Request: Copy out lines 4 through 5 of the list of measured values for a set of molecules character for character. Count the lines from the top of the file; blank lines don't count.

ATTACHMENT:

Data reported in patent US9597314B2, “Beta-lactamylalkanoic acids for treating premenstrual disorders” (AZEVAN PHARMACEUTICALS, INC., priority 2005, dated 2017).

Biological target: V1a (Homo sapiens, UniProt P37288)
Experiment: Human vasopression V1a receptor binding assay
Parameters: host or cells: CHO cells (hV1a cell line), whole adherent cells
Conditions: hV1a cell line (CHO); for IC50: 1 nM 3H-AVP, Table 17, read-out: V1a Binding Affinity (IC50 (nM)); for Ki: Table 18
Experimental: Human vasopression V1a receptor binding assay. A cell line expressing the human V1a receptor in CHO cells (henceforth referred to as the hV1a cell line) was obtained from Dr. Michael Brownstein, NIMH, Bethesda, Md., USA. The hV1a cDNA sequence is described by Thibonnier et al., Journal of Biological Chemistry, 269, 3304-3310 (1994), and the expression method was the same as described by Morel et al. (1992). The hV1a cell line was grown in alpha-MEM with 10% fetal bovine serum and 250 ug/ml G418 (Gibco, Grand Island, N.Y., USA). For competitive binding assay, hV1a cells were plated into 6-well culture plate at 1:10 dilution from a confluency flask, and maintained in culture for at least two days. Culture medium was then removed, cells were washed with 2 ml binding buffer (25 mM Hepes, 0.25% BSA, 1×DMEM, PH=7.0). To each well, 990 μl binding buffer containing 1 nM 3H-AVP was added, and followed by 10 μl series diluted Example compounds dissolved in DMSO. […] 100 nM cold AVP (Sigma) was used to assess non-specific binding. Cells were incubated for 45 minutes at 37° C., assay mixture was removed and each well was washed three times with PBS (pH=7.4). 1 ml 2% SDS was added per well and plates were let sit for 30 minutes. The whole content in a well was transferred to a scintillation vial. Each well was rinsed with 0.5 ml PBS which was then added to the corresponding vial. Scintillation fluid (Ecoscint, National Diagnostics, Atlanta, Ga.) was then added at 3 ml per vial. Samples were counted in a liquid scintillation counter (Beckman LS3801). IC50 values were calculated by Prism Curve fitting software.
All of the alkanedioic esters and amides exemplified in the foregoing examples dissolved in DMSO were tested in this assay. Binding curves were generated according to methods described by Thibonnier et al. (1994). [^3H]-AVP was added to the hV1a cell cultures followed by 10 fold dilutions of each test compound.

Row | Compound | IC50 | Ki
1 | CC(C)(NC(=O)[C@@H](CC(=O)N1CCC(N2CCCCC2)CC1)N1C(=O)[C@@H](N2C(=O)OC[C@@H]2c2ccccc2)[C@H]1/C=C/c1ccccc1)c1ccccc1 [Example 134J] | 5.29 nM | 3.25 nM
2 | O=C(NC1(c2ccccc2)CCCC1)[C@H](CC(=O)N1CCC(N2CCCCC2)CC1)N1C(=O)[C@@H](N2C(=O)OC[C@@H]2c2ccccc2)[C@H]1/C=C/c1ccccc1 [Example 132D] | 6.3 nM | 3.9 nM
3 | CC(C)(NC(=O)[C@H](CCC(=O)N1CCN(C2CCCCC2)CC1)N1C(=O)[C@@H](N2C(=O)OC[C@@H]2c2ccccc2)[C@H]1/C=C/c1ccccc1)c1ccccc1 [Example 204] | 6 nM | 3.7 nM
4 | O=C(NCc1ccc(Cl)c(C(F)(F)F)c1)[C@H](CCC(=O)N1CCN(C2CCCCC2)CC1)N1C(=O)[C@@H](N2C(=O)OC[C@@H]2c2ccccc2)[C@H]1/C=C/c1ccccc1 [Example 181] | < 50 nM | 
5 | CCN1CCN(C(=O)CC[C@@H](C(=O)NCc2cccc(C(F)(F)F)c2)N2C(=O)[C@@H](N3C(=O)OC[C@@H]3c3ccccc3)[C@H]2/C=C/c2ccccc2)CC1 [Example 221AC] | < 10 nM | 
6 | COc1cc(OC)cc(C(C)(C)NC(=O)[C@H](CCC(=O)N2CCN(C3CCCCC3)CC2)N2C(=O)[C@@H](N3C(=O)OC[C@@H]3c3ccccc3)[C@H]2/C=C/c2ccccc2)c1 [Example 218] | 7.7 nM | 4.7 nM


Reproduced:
Parameters: host or cells: CHO cells (hV1a cell line), whole adherent cells
Conditions: hV1a cell line (CHO); for IC50: 1 nM 3H-AVP, Table 17, read-out: V1a Binding Affinity (IC50 (nM)); for Ki: Table 18